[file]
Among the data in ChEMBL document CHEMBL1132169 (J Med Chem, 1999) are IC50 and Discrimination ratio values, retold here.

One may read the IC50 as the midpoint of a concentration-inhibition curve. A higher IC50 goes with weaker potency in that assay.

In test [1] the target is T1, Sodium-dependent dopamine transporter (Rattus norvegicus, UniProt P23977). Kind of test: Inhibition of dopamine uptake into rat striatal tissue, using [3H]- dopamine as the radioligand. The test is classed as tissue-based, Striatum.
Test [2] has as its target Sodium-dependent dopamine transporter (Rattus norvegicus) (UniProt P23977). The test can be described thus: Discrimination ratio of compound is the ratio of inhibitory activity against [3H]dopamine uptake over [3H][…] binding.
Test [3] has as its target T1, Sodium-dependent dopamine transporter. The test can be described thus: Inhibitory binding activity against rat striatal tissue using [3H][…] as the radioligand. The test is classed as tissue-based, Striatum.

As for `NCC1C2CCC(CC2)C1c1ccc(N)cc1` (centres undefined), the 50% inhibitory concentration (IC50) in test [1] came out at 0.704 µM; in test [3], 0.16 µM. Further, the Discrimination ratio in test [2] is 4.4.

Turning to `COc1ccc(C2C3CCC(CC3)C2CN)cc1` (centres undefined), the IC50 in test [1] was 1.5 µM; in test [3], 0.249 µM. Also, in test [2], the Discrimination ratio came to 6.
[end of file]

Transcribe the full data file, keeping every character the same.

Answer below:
Among the data in ChEMBL document CHEMBL1132169 (J Med Chem, 1999) are IC50 and Discrimination ratio values, retold here.

One may read the IC50 as the midpoint of a concentration-inhibition curve. A higher IC50 goes with weaker potency in that assay.

In test [1] the target is T1, Sodium-dependent dopamine transporter (Rattus norvegicus, UniProt P23977). Kind of test: Inhibition of dopamine uptake into rat striatal tissue, using [3H]- dopamine as the radioligand. The test is classed as tissue-based, Striatum.
Test [2] has as its target Sodium-dependent dopamine transporter (Rattus norvegicus) (UniProt P23977). The test can be described thus: Discrimination ratio of compound is the ratio of inhibitory activity against [3H]dopamine uptake over [3H][…] binding.
Test [3] has as its target T1, Sodium-dependent dopamine transporter. The test can be described thus: Inhibitory binding activity against rat striatal tissue using [3H][…] as the radioligand. The test is classed as tissue-based, Striatum.

As for `NCC1C2CCC(CC2)C1c1ccc(N)cc1` (centres undefined), the 50% inhibitory concentration (IC50) in test [1] came out at 0.704 µM; in test [3], 0.16 µM. Further, the Discrimination ratio in test [2] is 4.4.

Turning to `COc1ccc(C2C3CCC(CC3)C2CN)cc1` (centres undefined), the IC50 in test [1] was 1.5 µM; in test [3], 0.249 µM. Also, in test [2], the Discrimination ratio came to 6.